Another post from CatalinaNJB
A small operator communicates differently with their personnel than how a mega-enterprise would communicate. An airport with 2 or 3 people, being an Airport Manager, SMS Manager and Accountable Executive may communicate verbally without much documentation, while a larger airport may use multiple levels of communications processes. Both operators must meet the same requirement of the expectation that communication processes (written, meetings, electronic, etc.) are commensurate with the size and complexity of the organization. When applying this expectation without ambiguity, or applying the expectation with fairness to the expectation itself, both operators are expected to apply the exact same processes in communication. The simplest avenue when assessing for regulatory compliance is to apply the more complex communication processes to both operators. When applying this approach, the smaller airport’s SMS becomes a bureaucratic, unprofessional and ineffective tool for safe operations.
Small airport communication has also changed with the times.
At first glance it looks great that a small airport is expected to operate with different communication processes than a large airport, but when analyzing all available options, there is very little tolerance, or none, to apply this expectation in any other way than a prescriptive regulatory requirement. It is only when the operation is understood that the expectation can be applied with ambiguity, and with unfairness to the expectation itself, for an effective communication process for any size and complexity airport operators.
When there is a finding at a small, or large airport that the communication did not meet the regulatory requirement through this expectation, in that the information had been forgotten, misplaced or incorrectly interpreted, the operator is required to identify policies, processes procedures and practices involved that allowed for this non-compliance to occur. This in itself, that an operator allowed for a non-conformance to occur is a statement of bias in the finding implying that the operator had an option not to let this non-compliance occur. If this option was available at that time, the operatory would have taken different steps. The reason the non-compliance occurred is that the option to make a change was not available at the time when it occurred. All systems within the SMS were not function property and often it is the systems of human factors, organizational factors, supervision factors or environmental factors. Reviewing a finding in 20/20 hindsight is a simple task and to point out what could have been done differently becomes the task of applying the most complex process. However, when the operations is in the moment, the options at that location and point in time are limited to snapshots only of information, knowledge and comprehension of the events.
Human factors in communication is today integrated in automation and not visible.
Since there is an assumption in the root cause analysis requirements that the non-compliance was allowed, the question to the finding is no longer what happened, but why the operator allowed this event to escalate beyond regulatory requirements. The difference between a “what” and a “why” question is that “what” is data and “why” is someone’s opinion. When the finding is issued during an audit by the regulatory oversight team, the answer to the “why” question becomes the opinion of one person only of that team. When the opinion of that person becomes the determining factor of a root cause analysis it has become impossible to analyze the event for a factual root cause. It could also be that the answerer to the “why” question becomes a compromised, or an average of the views of all inspectors, in which the answer is no longer relevant to the finding, but to a process where all opinions are considered. On the other hand, when the “what” question becomes the determining factor, each link to what happened must be supported by data and documented events. If the events of the “what” cannot be answered first, or before any other questions are answered, it has become an impossible task to assign a root cause to the finding. When the “what” question is answered, then a change to the “what” may be assigned and implemented.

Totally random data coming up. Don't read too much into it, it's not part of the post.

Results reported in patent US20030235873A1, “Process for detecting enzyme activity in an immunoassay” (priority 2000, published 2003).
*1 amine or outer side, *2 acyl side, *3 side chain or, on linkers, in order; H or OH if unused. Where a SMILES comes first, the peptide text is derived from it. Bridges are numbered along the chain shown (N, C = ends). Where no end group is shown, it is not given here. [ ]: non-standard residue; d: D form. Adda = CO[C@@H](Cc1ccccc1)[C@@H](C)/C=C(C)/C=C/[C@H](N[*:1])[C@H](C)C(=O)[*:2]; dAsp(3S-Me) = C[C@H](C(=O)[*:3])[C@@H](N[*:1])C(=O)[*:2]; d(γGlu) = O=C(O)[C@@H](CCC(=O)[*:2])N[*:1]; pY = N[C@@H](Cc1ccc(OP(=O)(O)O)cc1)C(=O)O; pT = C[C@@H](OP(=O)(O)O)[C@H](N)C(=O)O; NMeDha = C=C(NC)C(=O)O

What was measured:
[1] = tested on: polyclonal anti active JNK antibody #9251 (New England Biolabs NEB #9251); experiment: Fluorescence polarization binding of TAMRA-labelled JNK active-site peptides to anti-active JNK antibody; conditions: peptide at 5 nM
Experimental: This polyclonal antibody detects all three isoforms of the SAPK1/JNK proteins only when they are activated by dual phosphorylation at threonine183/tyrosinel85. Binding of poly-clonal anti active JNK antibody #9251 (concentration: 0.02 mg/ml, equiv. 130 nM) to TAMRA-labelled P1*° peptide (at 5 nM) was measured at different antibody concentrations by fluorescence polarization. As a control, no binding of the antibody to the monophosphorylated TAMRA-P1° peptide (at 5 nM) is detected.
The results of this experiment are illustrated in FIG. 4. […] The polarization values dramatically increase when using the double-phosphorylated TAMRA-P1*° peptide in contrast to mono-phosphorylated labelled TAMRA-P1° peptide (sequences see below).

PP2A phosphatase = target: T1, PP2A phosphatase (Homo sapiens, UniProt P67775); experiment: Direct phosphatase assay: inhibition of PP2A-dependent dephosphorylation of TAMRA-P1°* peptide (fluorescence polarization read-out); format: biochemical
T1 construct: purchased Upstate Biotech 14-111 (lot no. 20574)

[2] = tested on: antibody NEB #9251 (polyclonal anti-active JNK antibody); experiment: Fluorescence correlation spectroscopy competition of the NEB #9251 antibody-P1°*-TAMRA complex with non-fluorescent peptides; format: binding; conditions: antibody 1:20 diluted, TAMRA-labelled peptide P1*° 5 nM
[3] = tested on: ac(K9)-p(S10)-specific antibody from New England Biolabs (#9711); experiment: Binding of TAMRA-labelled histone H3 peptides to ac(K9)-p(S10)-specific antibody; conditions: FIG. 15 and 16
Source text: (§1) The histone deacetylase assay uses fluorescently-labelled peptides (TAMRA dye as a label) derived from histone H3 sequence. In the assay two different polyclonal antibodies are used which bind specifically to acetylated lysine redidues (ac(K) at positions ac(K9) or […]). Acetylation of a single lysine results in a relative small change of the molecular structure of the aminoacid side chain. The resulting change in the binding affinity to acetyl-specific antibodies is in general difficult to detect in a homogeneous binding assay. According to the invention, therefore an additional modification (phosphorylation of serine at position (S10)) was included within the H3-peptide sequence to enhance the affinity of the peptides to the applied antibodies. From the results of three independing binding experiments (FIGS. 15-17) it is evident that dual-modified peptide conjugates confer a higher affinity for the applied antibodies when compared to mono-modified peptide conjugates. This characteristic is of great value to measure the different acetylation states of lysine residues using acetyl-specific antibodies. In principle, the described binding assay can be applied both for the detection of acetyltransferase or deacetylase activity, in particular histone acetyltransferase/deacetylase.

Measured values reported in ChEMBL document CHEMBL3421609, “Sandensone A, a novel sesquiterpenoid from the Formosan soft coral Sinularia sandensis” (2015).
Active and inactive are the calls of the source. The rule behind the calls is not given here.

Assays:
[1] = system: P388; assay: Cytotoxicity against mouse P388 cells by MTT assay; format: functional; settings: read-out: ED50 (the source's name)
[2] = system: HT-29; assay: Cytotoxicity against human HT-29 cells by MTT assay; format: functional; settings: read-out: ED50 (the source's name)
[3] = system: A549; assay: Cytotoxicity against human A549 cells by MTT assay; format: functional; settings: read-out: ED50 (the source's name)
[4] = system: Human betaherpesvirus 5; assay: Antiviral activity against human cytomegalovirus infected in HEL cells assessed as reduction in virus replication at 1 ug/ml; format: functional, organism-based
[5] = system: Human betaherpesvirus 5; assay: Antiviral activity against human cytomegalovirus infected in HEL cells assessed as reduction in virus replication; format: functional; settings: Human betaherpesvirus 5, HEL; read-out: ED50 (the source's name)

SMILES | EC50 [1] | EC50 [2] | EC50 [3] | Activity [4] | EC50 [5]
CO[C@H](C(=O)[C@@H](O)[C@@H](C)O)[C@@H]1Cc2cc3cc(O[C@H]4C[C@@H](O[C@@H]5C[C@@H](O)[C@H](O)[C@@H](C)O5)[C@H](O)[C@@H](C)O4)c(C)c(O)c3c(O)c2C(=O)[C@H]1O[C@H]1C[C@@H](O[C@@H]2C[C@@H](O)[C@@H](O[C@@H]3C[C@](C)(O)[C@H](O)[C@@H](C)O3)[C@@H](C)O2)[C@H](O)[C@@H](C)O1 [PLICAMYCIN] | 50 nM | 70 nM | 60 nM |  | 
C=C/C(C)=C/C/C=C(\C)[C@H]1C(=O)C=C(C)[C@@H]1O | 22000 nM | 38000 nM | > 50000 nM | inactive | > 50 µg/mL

This does not imply that the “why” question is not to be asked, but it becomes a factor of how the “why” is asked, and if the determining factor to the “why” question is an agreement between several people in a group to assign an average of indifferences, or if the “why” question is answered to the “what” question. When applying the 5-why process, the answer, or root cause, is established by the answer to the first “why”, since the rest of the answers must be locked in to the first. The more effective root cause analyses are the “fish-bone”, the “5-why matrix”, or the “fork-in-the-road” test.
When the requirement of the second expectation, as stated in the root cause analysis document, that the non-compliance was allowed, it changes the first expectation within an SMS element of different communication based on size and complexity of the airport to a prescriptive regulatory requirement. The prescriptive requirement then becomes the common denominator for the event that was allowed to occur and must be applied to the most complex communication process. The simplest way to look at this is that when the “allowed to” is allowed to be applied to an event, it is assumed that human variations do not exist and that the system is operating in an undisputed perfect virtual environment.